Our work at plants that are struggling to deliver on the potential of digitization often focuses on helping clients maintain a clarity of purpose through better problem solving and decision making. To commit to the digital future that is here now requires IoT implementation that addresses the opportunities and challenges of a new way of working—while everything is in transition. Operations is expected to deliver new, highly anticipated value in a changing environment that faces new problems, a transitioning workforce and a constant supply of endless data streams.
IoT sensors that build new data streams are having a profound impact on plants in every industry. While the basic manufacturing equipment may stay the same, the human resources, processes, problems, data and expectations change, often dramatically. The Industry 4.0 momentum is growing each year, and almost every manufacturing organization has or will become part of a digitized world.
This dynamic environment demands a problem-solving culture that’s focused on solving the problems that impede the planned goals of the digitization efforts. For example, typical IoT applications may focus on real-time supply chain optimization, digital quality management, remote monitoring and control, predictive maintenance, or smart energy consumption. These applications provide data streams that demand new ways of working to realize their potential.
For problem solvers, the amount of data now available can be overwhelming. Suddenly you have a hundred different dimensions to look at and no clear way forward. Abundant data supports a deep dive into every aspect of a problem; but how deep do you actually need to go? It is effortless to gain access to information, but what is relevant and how much do you really need to keep your predictive maintenance on track or to optimize your supply chain? All this new information may open up deeper investigations and better corrective actions. New data may reveal new problems that went unrecognized in the past, escalating anticipated improvements—or it may just waste time and resources on unnecessary activity that adds little or no value.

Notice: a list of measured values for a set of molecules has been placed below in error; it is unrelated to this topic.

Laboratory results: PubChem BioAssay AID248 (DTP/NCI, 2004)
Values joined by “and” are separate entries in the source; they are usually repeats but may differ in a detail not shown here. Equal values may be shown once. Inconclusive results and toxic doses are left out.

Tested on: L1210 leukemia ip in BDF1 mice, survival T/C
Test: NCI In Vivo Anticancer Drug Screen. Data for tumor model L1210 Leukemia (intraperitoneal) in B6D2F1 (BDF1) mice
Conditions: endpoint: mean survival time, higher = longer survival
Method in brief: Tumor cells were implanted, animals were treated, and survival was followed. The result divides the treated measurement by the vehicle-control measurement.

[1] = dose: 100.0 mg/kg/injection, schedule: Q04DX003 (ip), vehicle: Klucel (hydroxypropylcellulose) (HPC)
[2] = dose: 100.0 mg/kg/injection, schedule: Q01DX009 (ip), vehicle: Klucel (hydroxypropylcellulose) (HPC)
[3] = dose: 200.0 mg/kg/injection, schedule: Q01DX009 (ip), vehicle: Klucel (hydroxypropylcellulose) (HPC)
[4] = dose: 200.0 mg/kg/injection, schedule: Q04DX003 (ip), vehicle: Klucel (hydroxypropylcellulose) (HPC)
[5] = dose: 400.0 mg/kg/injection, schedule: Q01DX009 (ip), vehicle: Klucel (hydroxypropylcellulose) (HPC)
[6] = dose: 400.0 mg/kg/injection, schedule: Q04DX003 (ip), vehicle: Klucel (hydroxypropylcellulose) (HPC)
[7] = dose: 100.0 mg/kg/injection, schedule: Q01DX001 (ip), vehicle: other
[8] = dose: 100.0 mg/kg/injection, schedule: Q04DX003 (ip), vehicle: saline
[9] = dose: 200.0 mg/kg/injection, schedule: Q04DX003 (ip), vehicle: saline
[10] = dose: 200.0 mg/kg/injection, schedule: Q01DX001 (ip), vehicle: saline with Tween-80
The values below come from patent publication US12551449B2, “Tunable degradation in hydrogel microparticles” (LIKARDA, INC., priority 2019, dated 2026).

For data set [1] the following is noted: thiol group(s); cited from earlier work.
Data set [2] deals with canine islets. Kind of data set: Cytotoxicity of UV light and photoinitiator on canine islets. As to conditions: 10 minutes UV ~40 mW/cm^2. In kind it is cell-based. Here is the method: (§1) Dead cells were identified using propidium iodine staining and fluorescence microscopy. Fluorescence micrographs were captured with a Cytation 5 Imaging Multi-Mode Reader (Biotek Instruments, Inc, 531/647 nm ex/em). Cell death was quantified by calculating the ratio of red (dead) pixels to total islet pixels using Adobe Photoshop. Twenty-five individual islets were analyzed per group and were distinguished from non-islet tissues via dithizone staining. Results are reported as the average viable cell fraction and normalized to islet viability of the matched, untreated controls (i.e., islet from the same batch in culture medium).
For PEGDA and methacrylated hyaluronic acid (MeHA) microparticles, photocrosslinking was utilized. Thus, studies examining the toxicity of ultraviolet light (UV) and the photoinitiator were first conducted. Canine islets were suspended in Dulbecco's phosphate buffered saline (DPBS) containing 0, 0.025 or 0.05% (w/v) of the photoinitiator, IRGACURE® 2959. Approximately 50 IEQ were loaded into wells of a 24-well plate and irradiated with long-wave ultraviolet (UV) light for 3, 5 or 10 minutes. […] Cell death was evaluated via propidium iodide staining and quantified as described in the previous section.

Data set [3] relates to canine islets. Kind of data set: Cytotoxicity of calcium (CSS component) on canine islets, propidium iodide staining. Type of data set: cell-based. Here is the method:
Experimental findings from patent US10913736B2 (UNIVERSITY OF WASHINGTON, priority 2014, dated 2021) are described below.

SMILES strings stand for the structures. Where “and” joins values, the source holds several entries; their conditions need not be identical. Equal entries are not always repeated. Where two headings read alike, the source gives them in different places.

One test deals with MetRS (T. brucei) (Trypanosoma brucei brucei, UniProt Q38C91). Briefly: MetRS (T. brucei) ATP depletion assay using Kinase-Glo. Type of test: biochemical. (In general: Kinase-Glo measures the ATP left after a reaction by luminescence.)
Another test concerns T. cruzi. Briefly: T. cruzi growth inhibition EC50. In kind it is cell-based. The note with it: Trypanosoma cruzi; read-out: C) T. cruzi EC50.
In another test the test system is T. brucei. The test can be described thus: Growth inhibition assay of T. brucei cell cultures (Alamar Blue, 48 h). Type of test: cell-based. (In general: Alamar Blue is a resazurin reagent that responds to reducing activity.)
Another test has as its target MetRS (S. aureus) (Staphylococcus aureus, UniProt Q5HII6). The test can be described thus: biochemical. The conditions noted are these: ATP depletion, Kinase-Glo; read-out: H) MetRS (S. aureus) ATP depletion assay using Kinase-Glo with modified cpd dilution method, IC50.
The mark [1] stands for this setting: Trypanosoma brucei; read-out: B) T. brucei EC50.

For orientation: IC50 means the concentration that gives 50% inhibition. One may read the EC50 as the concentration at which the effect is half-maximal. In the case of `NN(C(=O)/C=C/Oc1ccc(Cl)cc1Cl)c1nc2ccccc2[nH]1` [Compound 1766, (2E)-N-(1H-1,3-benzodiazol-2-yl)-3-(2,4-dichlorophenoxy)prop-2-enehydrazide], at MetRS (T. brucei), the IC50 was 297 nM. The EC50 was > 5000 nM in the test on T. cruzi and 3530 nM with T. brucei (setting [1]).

In many organizations the problem solving and decision making needed to manage data-driven production systems will replace old job responsibilities. For example, the area manager who used to check machines, document performance and create reports is no longer needed to walk the floor: much of his work is done by machines. So what is his job now? While computers and AI will provide some enhanced problem solving, organizations recognize that humans, with knowledge and experience in manufacturing will continue to have a critical roles, most notably in problem solving.
Organizations can prepare now for the increasingly digital future by building analytical problem solving skills in their operations. For IoT implementation success, applications must achieve their objectives without overwhelming operations by the sheer volume of data. To realize the value of fewer defects or faster speeds, problem solvers need to focus on resolving the issues that are barriers to achieving these goals.
Being able to use the right tool and data for this job may require new training and new tools. While the Five Whys provides a basic tool for exploring a problem, the deep analysis of Shanin or other tools may take greater advantage of the abundant data now available. Increased complexity and more data may move problem solvers into detailed modeling and performance charts. But they shouldn’t take a deep dive unless they need to: it is critical that problem solvers develop expertise in choosing the right tool and data for the job. As organizations move into Industry 4.0, improving problem solving capabilities in manufacturing operations is a critical component of any IoT implementation plan. Identifying both what information is needed for effective problem solving and understanding what to do with specific pieces of information will be key as the implementation of advanced data gathering systems becomes the norm.
Christian Green is Global Leader for Operational Excellence at Kepner-Tregoe. He leads a global consulting team that supports manufacturing clients’ pursuit of Operational Excellence with a practical focus on driving results by improving key performance indicators.